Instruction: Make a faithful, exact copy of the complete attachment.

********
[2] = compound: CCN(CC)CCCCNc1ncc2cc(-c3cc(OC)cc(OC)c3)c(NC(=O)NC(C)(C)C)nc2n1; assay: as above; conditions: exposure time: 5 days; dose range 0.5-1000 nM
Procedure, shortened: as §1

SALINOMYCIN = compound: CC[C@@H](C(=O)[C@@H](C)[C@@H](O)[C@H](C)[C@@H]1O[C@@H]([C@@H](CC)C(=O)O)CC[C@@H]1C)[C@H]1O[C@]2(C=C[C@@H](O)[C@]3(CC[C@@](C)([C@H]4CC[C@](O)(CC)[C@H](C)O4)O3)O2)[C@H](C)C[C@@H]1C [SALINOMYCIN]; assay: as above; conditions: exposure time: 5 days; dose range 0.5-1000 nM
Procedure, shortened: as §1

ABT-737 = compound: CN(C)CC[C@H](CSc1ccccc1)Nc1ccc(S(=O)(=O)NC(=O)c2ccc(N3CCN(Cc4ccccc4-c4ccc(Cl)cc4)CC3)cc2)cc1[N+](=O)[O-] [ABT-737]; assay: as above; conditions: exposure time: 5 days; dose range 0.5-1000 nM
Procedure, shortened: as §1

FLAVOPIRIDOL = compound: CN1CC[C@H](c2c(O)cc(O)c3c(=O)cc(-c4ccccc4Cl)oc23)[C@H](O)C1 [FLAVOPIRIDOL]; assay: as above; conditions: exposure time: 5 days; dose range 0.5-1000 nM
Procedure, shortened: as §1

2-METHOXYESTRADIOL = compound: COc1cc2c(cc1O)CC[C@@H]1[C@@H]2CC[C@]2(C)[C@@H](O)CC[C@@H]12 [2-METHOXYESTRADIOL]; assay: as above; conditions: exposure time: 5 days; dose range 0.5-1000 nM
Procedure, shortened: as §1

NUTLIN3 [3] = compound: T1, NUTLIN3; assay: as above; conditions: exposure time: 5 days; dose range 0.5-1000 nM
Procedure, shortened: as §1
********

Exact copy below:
[2] = compound: CCN(CC)CCCCNc1ncc2cc(-c3cc(OC)cc(OC)c3)c(NC(=O)NC(C)(C)C)nc2n1; assay: as above; conditions: exposure time: 5 days; dose range 0.5-1000 nM
Procedure, shortened: as §1

SALINOMYCIN = compound: CC[C@@H](C(=O)[C@@H](C)[C@@H](O)[C@H](C)[C@@H]1O[C@@H]([C@@H](CC)C(=O)O)CC[C@@H]1C)[C@H]1O[C@]2(C=C[C@@H](O)[C@]3(CC[C@@](C)([C@H]4CC[C@](O)(CC)[C@H](C)O4)O3)O2)[C@H](C)C[C@@H]1C [SALINOMYCIN]; assay: as above; conditions: exposure time: 5 days; dose range 0.5-1000 nM
Procedure, shortened: as §1

ABT-737 = compound: CN(C)CC[C@H](CSc1ccccc1)Nc1ccc(S(=O)(=O)NC(=O)c2ccc(N3CCN(Cc4ccccc4-c4ccc(Cl)cc4)CC3)cc2)cc1[N+](=O)[O-] [ABT-737]; assay: as above; conditions: exposure time: 5 days; dose range 0.5-1000 nM
Procedure, shortened: as §1

FLAVOPIRIDOL = compound: CN1CC[C@H](c2c(O)cc(O)c3c(=O)cc(-c4ccccc4Cl)oc23)[C@H](O)C1 [FLAVOPIRIDOL]; assay: as above; conditions: exposure time: 5 days; dose range 0.5-1000 nM
Procedure, shortened: as §1

2-METHOXYESTRADIOL = compound: COc1cc2c(cc1O)CC[C@@H]1[C@@H]2CC[C@]2(C)[C@@H](O)CC[C@@H]12 [2-METHOXYESTRADIOL]; assay: as above; conditions: exposure time: 5 days; dose range 0.5-1000 nM
Procedure, shortened: as §1

NUTLIN3 [3] = compound: T1, NUTLIN3; assay: as above; conditions: exposure time: 5 days; dose range 0.5-1000 nM
Procedure, shortened: as §1